INCREASING costs are forcing low-budget sprintcar teams to squeeze every dollar as they fight to keep up with full-time drivers.
The weakness of the Australian dollar - it has plummeted more than 30 cents against the United States version in the past five years - has hit hard.
Many sprintcar parts, including Hoosier tyres, are manufactured in America.
Allansford driver Tim Van Ginneken, who is locked to race in Friday's South West Conveyancing Grand Annual Sprintcar Classic qualifying night, said racing was a labour of love.
"Sprintcar racing has always been dear, but when I started six years ago, it was affordable for the smaller teams," he said.
Sprintcar racing has always been dear, but when I started six years ago, it was affordable for the smaller teams.Tim Van Ginneken
"You're having to cut back on tyres a bit. If you're using second-hand tyres, it can cost you a couple of places in a race.
"It's a bit of a gamble. When I first started in sprintcars, you were paying $210 for a right rear but now it's about $425."
Van Ginneken said family had taken precedence but wanted to continue racing while his son, Chase, was interested.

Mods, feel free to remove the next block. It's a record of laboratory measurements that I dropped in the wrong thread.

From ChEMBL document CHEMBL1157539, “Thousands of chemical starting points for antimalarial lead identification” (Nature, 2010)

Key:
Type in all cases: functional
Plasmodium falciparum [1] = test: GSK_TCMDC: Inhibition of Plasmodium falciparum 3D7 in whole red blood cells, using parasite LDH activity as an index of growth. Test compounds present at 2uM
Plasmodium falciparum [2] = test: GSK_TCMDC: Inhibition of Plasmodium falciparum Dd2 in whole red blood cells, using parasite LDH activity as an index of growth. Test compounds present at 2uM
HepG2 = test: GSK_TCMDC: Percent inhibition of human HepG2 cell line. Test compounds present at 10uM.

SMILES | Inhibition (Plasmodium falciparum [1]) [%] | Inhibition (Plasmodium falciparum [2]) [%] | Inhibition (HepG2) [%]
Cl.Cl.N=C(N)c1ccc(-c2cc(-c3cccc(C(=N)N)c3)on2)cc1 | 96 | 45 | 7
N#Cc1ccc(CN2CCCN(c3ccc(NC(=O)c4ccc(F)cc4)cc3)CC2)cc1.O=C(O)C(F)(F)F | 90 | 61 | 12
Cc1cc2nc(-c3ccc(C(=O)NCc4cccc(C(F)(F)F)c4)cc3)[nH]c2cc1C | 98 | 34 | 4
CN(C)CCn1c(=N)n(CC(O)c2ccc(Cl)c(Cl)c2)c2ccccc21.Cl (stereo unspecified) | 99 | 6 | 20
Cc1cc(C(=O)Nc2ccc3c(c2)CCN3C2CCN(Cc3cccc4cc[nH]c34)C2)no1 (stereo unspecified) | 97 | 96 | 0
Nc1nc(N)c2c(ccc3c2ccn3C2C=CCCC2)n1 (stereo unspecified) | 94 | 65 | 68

"He's that into it now where I'll leave the shed, come back and I wouldn't even need to check the bolts on my wheels they're done up that tight," he laughed.
"It's absolutely great. The other night we had the car in the transporter and I said 'we'll get it out tomorrow'.
"I walked in to say goodnight and he's saying 'Dad, I think we should unload this car tonight'.
"He's going to bed thinking about it. I'd like to keep going with him for a while. It'll be great when he can jump in the car with me and go to a few meetings."
Van Ginneken said the opportunity to battle some of sprintcar racing's best at the classic was enticing .
"I remember the first time I came up against Max Dumesny in hot laps and thought 'oh wow'. I never thought that would happen," he said. "On the track, they're just another car. I'm not afraid to throw a slider at a Kyle Larson if I need to."
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